Inspired by this book and this post and my seemingly never-ending knee complaints, I decided to give barefoot running a try this morning. I have to tell you, it was thoroughly freeing — freeing from the knee pain I’ve been experiencing as well as just plain freeing in general. I mean, what could be more natural than running barefoot?
I’ve actually been running in my KEEN sandals for the past few weeks. I ditched my running shoes along about chapter 3 of Born to Run and have been diligently practicing the running technique described in the book, but even with the sandals, which are more conducive to our natural running form, it’s challenging to teach an old dog new tricks.
My current knee complaints began when I purchased fancy running shoes from a fancy running store so it didn’t take much convincing for me to shed the shoes, but running barefoot on pavement seemed unrealistic.
According to the story I was reading, the famed Tarahumara runners wear sandals, so I figured my KEENs might just do the trick. They still provide a lot of support, but they don’t jack the heel up the way running shoes do.
Long story short, since running in KEENs, my knee troubles have subsided somewhat, but they are still there, nagging me, reminding me that I haven’t quite mastered the proper technique. I keep thinking that if I ran barefoot, my knee problems might resolve.
So when I was out for a run on Saturday, I took off my KEENs for about a half mile, just to try it out. Immediately I found a comfortable stride and my knee pain was nonexistent. I didn’t have to think about it; it was just natural.
It wasn’t as painful as I expected, running barefoot on the concrete, but I felt ridiculous so I stopped and put my shoes back on for the rest of my run. As soon as the shoes were back on, I found that I had to concentrate to find the right stride so that my knee didn’t hurt. I felt the tension return as I focused on my technique the whole rest of the way to keep myself in check.
It really sucks the joy out of running when you’re so focused on your form that you can’t even enjoy the view. I knew then that I was going to have to break down and get some of those Vibram FiveFingers I’ve been hearing about. (And why are they called FiveFingers? Why not FiveToes???)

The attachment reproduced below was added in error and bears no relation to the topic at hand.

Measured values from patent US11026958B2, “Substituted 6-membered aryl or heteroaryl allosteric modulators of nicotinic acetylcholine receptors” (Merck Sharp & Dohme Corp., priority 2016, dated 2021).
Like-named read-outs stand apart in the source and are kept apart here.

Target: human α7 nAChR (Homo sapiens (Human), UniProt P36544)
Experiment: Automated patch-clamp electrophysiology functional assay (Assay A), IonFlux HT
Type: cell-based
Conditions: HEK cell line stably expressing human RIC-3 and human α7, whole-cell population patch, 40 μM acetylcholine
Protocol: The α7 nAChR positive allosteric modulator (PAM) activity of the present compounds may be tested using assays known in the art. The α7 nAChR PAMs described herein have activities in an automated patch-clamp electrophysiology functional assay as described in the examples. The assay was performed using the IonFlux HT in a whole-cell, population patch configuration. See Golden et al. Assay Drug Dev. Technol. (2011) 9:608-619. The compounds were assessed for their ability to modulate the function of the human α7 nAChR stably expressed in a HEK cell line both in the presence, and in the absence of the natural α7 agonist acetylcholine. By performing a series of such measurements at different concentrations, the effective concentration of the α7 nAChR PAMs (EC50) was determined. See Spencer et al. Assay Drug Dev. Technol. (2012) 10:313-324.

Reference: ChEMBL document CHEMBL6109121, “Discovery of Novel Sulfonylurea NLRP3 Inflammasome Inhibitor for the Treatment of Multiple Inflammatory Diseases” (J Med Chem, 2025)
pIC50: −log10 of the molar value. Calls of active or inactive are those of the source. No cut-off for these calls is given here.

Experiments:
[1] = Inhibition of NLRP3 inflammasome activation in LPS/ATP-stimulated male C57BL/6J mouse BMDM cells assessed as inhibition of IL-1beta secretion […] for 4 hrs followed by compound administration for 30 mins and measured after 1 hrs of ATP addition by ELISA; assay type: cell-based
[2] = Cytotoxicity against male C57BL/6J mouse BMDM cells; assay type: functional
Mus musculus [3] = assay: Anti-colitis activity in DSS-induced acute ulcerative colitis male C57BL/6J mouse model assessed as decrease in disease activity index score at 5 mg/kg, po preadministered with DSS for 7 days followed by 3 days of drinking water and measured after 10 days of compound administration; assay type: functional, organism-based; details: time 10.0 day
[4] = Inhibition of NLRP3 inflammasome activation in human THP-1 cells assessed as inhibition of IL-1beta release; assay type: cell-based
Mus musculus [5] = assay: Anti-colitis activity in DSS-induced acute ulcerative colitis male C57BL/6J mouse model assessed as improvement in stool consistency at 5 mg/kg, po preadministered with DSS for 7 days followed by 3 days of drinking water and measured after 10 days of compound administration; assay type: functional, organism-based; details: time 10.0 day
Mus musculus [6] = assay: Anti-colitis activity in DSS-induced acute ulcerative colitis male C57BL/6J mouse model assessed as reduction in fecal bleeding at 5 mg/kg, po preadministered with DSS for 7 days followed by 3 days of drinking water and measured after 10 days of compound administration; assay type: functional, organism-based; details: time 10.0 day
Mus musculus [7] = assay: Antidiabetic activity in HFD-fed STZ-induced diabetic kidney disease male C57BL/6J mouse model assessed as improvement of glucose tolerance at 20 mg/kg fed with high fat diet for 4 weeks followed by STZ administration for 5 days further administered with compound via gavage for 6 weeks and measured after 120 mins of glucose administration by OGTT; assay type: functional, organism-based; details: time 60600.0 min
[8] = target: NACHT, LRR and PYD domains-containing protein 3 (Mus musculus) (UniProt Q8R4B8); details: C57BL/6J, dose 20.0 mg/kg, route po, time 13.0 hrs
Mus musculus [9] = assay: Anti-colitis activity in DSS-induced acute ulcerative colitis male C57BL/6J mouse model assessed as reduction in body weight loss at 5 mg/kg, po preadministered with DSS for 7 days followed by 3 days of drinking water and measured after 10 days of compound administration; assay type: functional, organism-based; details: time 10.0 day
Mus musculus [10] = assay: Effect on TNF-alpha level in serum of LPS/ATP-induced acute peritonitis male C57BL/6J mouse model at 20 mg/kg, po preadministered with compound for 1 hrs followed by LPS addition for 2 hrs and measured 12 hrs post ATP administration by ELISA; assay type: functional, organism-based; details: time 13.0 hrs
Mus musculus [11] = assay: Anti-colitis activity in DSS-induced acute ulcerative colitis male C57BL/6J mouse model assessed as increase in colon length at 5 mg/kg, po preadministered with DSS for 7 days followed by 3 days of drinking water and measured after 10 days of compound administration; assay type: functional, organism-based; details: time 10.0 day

They make a lot of sense. We’ve long known that it’s better for babies to learn to walk in bare feet, and I am much happier when I can go barefoot. As my neighbors can attest, I often hang out outside barefoot. It stands to reason that we would be better off going barefoot much of the time, but of course that’s hardly practical in this culture. The Vibram FiveFingers were created for just this reason. They protect your foot from the elements, but they simulate barefoot running (or walking).
After the 1/2 mile I ran barefoot on Saturday, I decided to swallow my pride and get myself a pair of FiveFingers. To be completely honest, the only thing that’s prevented me from getting a pair is vanity. They just look so… ridiculous. But then, I suppose they look no more ridiculous than me out running in my bare feet this morning!
I never got around to placing an order on Saturday, and on Sunday morning I logged into my Google Reader to find Steph’s post at the top of the page. That sealed the deal. There’s something about knowing someone else who is wearing these crazy looking alien shoes that makes me feel not quite so silly. Of course, ask me again the first time I wear them outside.
I went onto the site and used their Store Locator to find the closest place to buy a pair, and I just so happen to be planning to be in that area on Wednesday. I was tempte to drag the girls down there yesterday, but I decided to save the gas and wait. Thus, the decision to run barefoot this morning.
I got quite the curious reaction from another runner who came up behind me and scared the living daylights out of me when she spoke and said, “Where are your shoes!?”
With my iPod on, I hadn’t heard her approaching, and I must have jumped six inches off the ground. She was, of course, decked out in sensible running shoes and wanted to know what I was doing. I told her I was just trying it out for the first time, to which she asked if it hurts.
And the answer is no. It really does not. Of course, I do walk around outside barefoot so the bottoms of my feet are probably tougher than some. But if you are running properly, you land so lightly you really don’t have to worry too much about the rough surface.
I read somewhere that it’s best to take it slowly at first because our feet are so used to being encased in shoes that we have to build up the strength in those joints and muscles while they learn to work they way they should, so I only went 2 miles instead of my regular 3. And it’s a good thing, because while the bottom of my left foot is perfectly fine, the bottom of my right foot has two blisters and feels tender to walk on now.
The left leg is the one with the knee trouble, and I think I focus so much on that one when I’m running that I neglect the right leg. In fact, I realized this today when I was running barefoot; I could feel myself coming down too hard on that right foot, and I tried to fix my form but I didn’t have a lot of luck with it. I hope that wearing the FiveFingers will help correct my form while protecting my skin from further blistering.
I have a VERY good feeling about this. Hopefully this barefoot running thing (with the FiveFingers, that is, I’ll not run bare-barefoot again) will put an end to the injury that has been holding me back from running farther and faster.
Even if you aren’t into running, I highly recommend adding Born to Run to your summer reading list. It’s the true story of Chris McDougall, a journalist with the running bug who set out to discover the secrets of the world’s greatest distance runners. If you like a good adventure story, you’ll love this one.